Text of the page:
The sudden appearance of a British navy vessel in Cork Harbor as relations between Ireland and the UK seriously deteriorate has prompted some jokes about Leeside.
HMS Enterprise is currently moored in the heart of Cork City, on Horgan’s Quay, where it pilots both the Union Jack and the Irish Tricolor (as do ships visiting foreign ports as a courtesy to their hosts) .
The good news is that while Ireland, the EU and the UK are on the brink of a possible ‘trade war’ over the Northern Ireland Protocol, the Royal Navy has only friendly intentions. in the harbor that once housed the fleets that guarded the western approaches to the Empire.
HMS Enterprise is a Royal Navy Echo-class multi-role hydrographic and oceanographic vessel (SVHO) and alongside surveying and charting the depths of the ocean has been involved in numerous humanitarian and emergency in recent years, including the rescue of more than 2,400 migrants and refugees attempting to cross from war-torn Libya to Italy during the crisis in the North African country in 2015.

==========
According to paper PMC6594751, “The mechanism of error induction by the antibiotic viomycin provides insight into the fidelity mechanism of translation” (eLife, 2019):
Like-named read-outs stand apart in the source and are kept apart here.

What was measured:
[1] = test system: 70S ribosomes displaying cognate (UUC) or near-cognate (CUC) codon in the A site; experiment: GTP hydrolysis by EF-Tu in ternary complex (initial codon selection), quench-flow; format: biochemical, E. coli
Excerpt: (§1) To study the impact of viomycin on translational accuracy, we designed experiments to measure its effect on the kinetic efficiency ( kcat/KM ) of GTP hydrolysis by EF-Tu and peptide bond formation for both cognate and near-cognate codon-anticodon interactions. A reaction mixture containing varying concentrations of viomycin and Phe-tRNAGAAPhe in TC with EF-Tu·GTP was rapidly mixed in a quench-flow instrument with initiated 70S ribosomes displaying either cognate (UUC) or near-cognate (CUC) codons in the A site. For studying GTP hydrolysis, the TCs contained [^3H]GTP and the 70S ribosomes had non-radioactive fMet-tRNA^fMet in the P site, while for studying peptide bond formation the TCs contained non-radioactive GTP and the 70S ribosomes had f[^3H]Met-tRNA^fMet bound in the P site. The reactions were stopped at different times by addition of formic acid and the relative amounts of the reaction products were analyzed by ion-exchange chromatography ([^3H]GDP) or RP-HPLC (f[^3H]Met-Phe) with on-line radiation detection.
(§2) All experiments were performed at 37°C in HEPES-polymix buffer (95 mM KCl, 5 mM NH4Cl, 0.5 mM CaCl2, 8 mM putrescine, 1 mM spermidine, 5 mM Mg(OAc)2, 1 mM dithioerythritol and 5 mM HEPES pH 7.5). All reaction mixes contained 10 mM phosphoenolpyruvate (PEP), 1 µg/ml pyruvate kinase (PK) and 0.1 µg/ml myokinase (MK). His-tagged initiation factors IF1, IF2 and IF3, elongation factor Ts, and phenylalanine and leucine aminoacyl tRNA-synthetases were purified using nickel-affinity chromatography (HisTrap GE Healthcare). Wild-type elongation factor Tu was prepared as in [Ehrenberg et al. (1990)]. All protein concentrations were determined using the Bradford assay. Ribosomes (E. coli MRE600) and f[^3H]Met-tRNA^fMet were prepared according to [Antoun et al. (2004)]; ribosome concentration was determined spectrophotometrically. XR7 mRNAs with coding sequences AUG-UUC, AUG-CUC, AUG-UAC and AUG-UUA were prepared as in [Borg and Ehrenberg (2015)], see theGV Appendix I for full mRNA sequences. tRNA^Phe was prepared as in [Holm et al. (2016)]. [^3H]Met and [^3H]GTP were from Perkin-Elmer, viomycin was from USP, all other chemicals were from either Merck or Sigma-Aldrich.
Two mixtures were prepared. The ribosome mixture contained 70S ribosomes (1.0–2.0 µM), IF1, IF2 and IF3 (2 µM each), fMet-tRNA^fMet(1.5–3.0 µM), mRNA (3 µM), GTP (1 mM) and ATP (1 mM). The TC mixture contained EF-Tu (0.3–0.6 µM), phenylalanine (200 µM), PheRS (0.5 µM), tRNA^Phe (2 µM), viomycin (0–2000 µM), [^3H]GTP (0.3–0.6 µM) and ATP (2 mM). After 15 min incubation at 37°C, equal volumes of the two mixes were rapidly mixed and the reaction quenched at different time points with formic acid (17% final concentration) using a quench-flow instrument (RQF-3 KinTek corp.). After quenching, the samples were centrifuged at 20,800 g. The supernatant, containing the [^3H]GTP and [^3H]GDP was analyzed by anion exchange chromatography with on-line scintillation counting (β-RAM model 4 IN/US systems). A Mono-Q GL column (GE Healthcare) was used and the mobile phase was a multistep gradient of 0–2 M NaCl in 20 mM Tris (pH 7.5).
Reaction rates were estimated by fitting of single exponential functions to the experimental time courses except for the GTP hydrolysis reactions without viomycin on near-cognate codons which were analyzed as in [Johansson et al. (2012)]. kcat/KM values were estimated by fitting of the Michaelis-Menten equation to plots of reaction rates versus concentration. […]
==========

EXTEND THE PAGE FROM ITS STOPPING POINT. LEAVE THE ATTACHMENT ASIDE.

In 2020, HMS Enterprise was sent to Beirut to help with emergency relief operations after the huge explosion at a fertilizer storage facility on the docks devastated much of the Lebanese capital.
She is in Cork for a courtesy visit – but the sudden arrival of the British Navy at a time when the row over Northern Ireland protocol is causing much friction between Ireland and the UK has prompted comments ironic – including speculation about the intentions of a navy that did not leave Cork’s two “treaty ports” – Spike Island and Bere Island – until 1938.
The good news for the people of Cork is that the Roya Navy is just a friendly call and they also hailed the Irish Defense Force Naval Service when visiting our south coast.
The crew of the Enterprise – the 11th British Navy ship to bear that famous name – met some of their Irish counterparts from the LÉ James Joyce yesterday.
You can see the Enterpise, moored at Horgan’s Quay opposite the station, today and is expected to sail down the harbor shortly at high tide.